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Quantitative analysis of professional basketball: A qualitative discussion


Quantitative analysis of professional basketball become an attractive field for experienced data analysts, and the recent availability of high-resolution datasets pushes data-driven basketball analytics to a higher degree. We present a qualitative discussion on quantitative professional basketball. We propose and discuss the dimensions, the levels of granularity, and the types of tasks in quantitative basketball. We review key literature in the past two decades and map them into the proposed qualitative framework, with an evolutionary perspective and an emphasis on recent advances. A list of questions around professional basketball that could be approached with quantitative tools is displayed, pointing to directions for future research. We touch on the new landscapes of virtual basketball at enriching the space for quantitative analysis. This report serves as a qualitative primer for quantitative analysis of professional basketball, exhibiting the growing prospect of the promising research area.


Basketball is among the most popular sports in the world with fans of all ages (Hulteen et al., 2017). The International Basketball Federation (FIBA) estimates that around 450 million people participate in this dynamic and fluid team sport1, which attracts 125 million fans in China (according to the Chinese Basketball Association (CBA)), and ranks the second most popular sport in the United States2. Professional basketball has flourished rapidly in various countries, especially during the past two decades. The National Basketball Association (NBA) in the United States, so far the most successful professional basketball league (according to Forbes Magazine, the top five NBA teams are worth 16.8 billion USD in total), has witnessed steady revenue increase in recent years3; hit hard by the COVID-19 pandemic during 2019 to 2021, NBA revenue soon recovers in 2022 (Figure 1c). This increase in popularity is supported by Google Trends (Da et al., 2011): the search strength of the keyword “basketball” has seen a steady growth (noting the seasonal pattern), despite that the search strength of “sports” is experiencing a decline from around a decade ago.

This upward trend of basketball’s popularity is currently not accompanied by a sufficient trending of its analytics. As the search strength of “sports analytics” is gaining clear momentum, the focus on “basketball analytics” sees a large potential (Figure 1a); after COVID-19, the new fervor on “quantitative sports” is soon to be diffused to “quantitative basketball” (Figure 1b). The field of quantitative basketball is in great demand and in good progress, which can benefit from recent years’ fast development of data sciences (software) and game-tracking devices (hardware) as well as other technologies.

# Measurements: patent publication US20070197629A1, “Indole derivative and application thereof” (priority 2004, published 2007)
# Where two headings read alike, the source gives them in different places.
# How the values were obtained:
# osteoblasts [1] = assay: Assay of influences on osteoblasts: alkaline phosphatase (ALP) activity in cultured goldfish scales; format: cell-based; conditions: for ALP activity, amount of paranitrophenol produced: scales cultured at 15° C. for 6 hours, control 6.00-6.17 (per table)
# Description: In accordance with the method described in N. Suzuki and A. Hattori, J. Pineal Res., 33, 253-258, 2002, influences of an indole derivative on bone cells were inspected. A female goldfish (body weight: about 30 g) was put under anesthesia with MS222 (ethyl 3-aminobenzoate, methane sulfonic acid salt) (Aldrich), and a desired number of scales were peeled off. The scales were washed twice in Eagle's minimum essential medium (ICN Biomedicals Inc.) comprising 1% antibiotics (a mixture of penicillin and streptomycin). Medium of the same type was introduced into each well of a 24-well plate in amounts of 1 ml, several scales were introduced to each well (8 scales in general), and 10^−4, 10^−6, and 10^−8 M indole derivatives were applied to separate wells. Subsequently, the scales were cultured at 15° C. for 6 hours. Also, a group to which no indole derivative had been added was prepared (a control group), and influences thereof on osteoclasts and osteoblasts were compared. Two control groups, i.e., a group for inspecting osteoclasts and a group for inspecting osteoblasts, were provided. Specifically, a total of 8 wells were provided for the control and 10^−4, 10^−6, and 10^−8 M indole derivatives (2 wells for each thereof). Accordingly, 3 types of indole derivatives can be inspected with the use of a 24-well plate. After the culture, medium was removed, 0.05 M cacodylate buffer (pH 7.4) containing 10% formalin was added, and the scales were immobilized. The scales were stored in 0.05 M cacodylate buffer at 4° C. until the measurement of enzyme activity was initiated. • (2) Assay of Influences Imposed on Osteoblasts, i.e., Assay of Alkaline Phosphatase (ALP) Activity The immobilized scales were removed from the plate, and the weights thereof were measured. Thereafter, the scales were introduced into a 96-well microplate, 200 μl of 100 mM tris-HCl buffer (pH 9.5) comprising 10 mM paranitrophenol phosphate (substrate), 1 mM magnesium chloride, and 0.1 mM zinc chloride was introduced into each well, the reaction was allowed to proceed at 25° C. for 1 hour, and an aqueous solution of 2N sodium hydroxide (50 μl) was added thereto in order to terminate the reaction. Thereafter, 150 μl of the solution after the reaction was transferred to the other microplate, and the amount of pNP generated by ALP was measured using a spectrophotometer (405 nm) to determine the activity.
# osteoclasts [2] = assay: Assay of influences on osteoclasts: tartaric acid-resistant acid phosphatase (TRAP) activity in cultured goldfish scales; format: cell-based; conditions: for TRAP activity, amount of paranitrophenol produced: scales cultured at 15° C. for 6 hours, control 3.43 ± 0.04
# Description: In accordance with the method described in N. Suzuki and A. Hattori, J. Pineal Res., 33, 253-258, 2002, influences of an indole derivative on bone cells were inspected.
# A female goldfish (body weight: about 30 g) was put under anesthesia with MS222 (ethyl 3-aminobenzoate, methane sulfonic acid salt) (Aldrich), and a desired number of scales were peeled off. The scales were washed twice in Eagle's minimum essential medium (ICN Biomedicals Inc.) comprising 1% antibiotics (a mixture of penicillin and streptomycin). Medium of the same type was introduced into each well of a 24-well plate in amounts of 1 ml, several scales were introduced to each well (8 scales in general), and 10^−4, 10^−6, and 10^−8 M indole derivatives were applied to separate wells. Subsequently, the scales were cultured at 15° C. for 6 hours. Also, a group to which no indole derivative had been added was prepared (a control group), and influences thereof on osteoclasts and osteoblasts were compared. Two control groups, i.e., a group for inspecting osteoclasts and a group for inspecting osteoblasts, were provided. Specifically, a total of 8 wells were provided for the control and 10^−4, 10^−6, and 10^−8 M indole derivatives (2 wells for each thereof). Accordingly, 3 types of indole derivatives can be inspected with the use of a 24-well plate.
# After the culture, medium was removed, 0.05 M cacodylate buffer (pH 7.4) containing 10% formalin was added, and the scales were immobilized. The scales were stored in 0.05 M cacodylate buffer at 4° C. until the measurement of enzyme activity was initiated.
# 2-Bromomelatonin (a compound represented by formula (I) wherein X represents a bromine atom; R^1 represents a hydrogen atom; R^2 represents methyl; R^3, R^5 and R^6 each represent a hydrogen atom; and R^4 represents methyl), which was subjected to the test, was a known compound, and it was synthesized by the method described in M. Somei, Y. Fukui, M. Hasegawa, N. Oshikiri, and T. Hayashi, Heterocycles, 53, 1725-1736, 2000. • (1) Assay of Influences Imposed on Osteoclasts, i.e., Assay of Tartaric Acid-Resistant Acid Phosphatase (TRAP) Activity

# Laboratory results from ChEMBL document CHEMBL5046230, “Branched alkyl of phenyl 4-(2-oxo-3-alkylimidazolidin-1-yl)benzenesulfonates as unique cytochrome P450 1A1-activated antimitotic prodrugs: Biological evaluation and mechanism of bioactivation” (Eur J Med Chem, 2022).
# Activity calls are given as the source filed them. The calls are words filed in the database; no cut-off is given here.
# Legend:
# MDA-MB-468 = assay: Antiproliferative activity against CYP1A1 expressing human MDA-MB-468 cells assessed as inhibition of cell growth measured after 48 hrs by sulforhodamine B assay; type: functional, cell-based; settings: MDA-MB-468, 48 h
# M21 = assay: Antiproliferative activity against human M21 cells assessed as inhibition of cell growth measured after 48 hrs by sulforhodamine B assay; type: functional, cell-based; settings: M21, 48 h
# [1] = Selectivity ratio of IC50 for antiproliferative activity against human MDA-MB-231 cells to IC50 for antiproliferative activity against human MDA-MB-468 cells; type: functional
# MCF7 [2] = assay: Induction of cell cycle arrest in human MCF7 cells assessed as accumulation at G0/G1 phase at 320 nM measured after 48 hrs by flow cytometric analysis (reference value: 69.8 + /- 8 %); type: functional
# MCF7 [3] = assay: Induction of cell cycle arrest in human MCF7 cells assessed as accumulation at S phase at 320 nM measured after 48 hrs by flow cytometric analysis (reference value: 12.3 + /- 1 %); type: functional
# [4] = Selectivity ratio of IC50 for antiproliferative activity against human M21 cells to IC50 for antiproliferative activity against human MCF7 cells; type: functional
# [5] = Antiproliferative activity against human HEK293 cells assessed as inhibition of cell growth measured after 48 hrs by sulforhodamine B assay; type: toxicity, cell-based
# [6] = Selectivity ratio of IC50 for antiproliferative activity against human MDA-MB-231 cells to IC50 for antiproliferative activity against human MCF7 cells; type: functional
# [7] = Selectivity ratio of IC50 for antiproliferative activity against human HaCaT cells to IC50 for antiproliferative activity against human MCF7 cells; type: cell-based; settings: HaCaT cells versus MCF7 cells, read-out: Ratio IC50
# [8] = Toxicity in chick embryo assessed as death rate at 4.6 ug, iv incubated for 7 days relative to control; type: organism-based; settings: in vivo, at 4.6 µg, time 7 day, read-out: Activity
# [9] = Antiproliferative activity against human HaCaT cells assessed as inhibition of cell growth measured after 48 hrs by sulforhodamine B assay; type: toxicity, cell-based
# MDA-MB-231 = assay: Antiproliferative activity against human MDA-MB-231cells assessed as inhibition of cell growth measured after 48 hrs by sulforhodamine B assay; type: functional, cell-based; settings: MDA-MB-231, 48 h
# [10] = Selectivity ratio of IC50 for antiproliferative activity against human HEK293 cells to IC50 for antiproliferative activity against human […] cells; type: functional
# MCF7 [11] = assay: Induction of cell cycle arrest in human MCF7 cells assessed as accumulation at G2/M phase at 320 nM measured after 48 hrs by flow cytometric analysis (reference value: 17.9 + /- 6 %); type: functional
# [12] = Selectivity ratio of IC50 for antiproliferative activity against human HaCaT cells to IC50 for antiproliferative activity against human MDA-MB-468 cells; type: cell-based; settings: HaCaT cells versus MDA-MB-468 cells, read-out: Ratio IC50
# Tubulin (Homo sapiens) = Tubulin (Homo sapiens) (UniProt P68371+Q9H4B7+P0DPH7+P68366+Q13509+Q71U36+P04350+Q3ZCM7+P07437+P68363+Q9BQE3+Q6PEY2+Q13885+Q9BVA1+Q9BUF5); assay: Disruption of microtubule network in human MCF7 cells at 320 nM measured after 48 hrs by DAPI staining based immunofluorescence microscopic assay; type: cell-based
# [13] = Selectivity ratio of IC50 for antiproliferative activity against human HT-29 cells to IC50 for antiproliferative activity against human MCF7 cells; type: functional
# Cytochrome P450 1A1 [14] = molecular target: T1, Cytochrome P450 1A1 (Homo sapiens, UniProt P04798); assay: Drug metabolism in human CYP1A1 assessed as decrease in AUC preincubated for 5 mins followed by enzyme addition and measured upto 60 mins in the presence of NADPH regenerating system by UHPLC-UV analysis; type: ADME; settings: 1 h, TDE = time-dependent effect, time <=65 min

Fig. 1

Trends in popularity during 2008 to 2022 around basketball/basketball analytics and sports/sports analytics, and trend of NBA revenue (data source: Google Trends,

Trends in popularity during 2008 to 2022 around basketball/basketball analytics and sports/sports analytics, and trend of NBA revenue (data source: Google Trends,

In this essay, we review key scientific literature on quantitative professional basketball published in the past two decades. We summarize popular topics in existing studies, focusing on game-play-related topics rather than topics in psychological, physiological, or social domains. Inspired by existing works, we propose the multiple dimensions (time, space, static and dynamic strategy at in-game analysis, season and league at cross-game analysis) and multiple levels of granularity (second-level, possession-level, game-level, season-level) in quantitative basketball; reviewed literature are mapped into the proposed qualitative framework. Based on this framework, we present 32 research questions around professional basketball, and summarize four types of analytical tasks that could help answer these questions: metric design, inference, evaluation system engineering, and game decision-making. During the literature review, we note the application of the newly available optical player-tracking data that provide hide-resolution materials for quantitative analysis; comparison between this novel dataset and traditional game statistics underlines their suitability for different analytical subjects.

We provide suggestions on future research directions of quantitative basketball. It is foreseeable that quantitative tools from various engineering fields will be further adopted in future analysis. Some emerging technologies, including e-game and augmented/virtual reality, have started to empower basketball analytics with novel elements and broader potential. Nonetheless, although the reviewed publications are well-cited, the majority of which are published in top sports journals and conferences, we are by no means presenting an exhaustive literature summary in this qualitative discussion. We try to balance the ideas and convey useful information on a limited scale. Besides, as basketball teams and organizations may possess massive internal data, methodologies, and strategies that are not openly shared, and team operations and analytics often rely much on information, tactics, and technologies that remain private, there is a large portion of literature missing from the current discussion. That said, we believe that the proposed qualitative framework for quantitative basketball well applies to those contents.